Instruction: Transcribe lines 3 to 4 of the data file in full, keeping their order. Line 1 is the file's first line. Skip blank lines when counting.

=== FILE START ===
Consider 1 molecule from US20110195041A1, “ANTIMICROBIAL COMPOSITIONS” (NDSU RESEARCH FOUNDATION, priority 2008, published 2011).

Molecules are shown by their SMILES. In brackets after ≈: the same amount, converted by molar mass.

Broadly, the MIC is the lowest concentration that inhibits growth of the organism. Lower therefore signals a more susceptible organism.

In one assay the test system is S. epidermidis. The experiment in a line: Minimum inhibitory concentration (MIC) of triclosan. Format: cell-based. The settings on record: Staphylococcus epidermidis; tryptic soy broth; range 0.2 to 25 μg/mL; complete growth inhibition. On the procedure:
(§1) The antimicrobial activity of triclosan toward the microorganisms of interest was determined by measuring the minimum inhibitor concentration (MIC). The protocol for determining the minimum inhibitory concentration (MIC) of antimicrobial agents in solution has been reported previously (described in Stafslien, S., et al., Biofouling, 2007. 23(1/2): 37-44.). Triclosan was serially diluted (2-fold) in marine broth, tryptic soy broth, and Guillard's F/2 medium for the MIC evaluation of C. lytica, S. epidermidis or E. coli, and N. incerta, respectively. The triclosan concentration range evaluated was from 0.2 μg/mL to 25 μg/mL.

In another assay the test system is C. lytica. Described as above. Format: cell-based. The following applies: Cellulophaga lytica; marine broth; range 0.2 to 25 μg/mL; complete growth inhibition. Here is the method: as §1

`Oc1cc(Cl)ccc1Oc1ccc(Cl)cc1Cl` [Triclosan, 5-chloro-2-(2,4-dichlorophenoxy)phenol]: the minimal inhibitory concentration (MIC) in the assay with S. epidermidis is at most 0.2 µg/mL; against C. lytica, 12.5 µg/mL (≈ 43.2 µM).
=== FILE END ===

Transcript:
Broadly, the MIC is the lowest concentration that inhibits growth of the organism. Lower therefore signals a more susceptible organism.

In one assay the test system is S. epidermidis. The experiment in a line: Minimum inhibitory concentration (MIC) of triclosan. Format: cell-based. The settings on record: Staphylococcus epidermidis; tryptic soy broth; range 0.2 to 25 μg/mL; complete growth inhibition. On the procedure: